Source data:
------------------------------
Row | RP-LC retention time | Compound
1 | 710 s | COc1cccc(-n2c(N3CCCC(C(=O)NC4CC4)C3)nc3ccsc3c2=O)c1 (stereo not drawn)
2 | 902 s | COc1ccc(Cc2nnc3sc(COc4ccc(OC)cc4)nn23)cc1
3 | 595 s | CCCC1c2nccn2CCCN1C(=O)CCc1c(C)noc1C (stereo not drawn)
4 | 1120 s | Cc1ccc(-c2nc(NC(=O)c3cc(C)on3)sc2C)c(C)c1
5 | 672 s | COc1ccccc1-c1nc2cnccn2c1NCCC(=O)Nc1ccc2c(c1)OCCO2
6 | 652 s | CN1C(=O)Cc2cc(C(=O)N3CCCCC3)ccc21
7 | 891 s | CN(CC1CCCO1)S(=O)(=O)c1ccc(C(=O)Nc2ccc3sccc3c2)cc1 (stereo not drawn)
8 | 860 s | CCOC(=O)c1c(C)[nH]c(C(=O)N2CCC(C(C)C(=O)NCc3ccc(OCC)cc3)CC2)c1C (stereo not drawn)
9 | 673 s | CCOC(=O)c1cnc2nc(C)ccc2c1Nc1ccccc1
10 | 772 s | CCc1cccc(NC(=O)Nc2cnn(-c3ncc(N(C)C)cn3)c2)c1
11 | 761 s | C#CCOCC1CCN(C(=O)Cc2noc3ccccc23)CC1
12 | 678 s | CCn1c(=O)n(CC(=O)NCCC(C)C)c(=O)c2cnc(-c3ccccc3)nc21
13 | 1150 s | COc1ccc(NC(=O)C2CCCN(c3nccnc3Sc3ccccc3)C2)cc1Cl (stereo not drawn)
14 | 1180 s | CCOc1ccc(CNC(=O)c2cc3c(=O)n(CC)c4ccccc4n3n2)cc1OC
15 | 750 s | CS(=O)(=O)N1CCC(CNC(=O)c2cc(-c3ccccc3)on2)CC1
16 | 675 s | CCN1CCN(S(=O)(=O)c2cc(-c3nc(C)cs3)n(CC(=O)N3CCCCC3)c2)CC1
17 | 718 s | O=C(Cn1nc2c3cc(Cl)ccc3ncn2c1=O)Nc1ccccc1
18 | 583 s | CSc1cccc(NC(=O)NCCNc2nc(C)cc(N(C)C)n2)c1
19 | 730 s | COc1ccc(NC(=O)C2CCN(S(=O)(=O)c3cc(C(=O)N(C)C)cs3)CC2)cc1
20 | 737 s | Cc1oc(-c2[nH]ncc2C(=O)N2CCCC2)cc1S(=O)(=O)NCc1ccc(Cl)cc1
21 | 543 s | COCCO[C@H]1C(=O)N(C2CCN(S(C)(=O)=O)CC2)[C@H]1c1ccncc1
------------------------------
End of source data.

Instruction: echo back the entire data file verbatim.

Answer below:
Row | RP-LC retention time | Compound
1 | 710 s | COc1cccc(-n2c(N3CCCC(C(=O)NC4CC4)C3)nc3ccsc3c2=O)c1 (stereo not drawn)
2 | 902 s | COc1ccc(Cc2nnc3sc(COc4ccc(OC)cc4)nn23)cc1
3 | 595 s | CCCC1c2nccn2CCCN1C(=O)CCc1c(C)noc1C (stereo not drawn)
4 | 1120 s | Cc1ccc(-c2nc(NC(=O)c3cc(C)on3)sc2C)c(C)c1
5 | 672 s | COc1ccccc1-c1nc2cnccn2c1NCCC(=O)Nc1ccc2c(c1)OCCO2
6 | 652 s | CN1C(=O)Cc2cc(C(=O)N3CCCCC3)ccc21
7 | 891 s | CN(CC1CCCO1)S(=O)(=O)c1ccc(C(=O)Nc2ccc3sccc3c2)cc1 (stereo not drawn)
8 | 860 s | CCOC(=O)c1c(C)[nH]c(C(=O)N2CCC(C(C)C(=O)NCc3ccc(OCC)cc3)CC2)c1C (stereo not drawn)
9 | 673 s | CCOC(=O)c1cnc2nc(C)ccc2c1Nc1ccccc1
10 | 772 s | CCc1cccc(NC(=O)Nc2cnn(-c3ncc(N(C)C)cn3)c2)c1
11 | 761 s | C#CCOCC1CCN(C(=O)Cc2noc3ccccc23)CC1
12 | 678 s | CCn1c(=O)n(CC(=O)NCCC(C)C)c(=O)c2cnc(-c3ccccc3)nc21
13 | 1150 s | COc1ccc(NC(=O)C2CCCN(c3nccnc3Sc3ccccc3)C2)cc1Cl (stereo not drawn)
14 | 1180 s | CCOc1ccc(CNC(=O)c2cc3c(=O)n(CC)c4ccccc4n3n2)cc1OC
15 | 750 s | CS(=O)(=O)N1CCC(CNC(=O)c2cc(-c3ccccc3)on2)CC1
16 | 675 s | CCN1CCN(S(=O)(=O)c2cc(-c3nc(C)cs3)n(CC(=O)N3CCCCC3)c2)CC1
17 | 718 s | O=C(Cn1nc2c3cc(Cl)ccc3ncn2c1=O)Nc1ccccc1
18 | 583 s | CSc1cccc(NC(=O)NCCNc2nc(C)cc(N(C)C)n2)c1
19 | 730 s | COc1ccc(NC(=O)C2CCN(S(=O)(=O)c3cc(C(=O)N(C)C)cs3)CC2)cc1
20 | 737 s | Cc1oc(-c2[nH]ncc2C(=O)N2CCCC2)cc1S(=O)(=O)NCc1ccc(Cl)cc1
21 | 543 s | COCCO[C@H]1C(=O)N(C2CCN(S(C)(=O)=O)CC2)[C@H]1c1ccncc1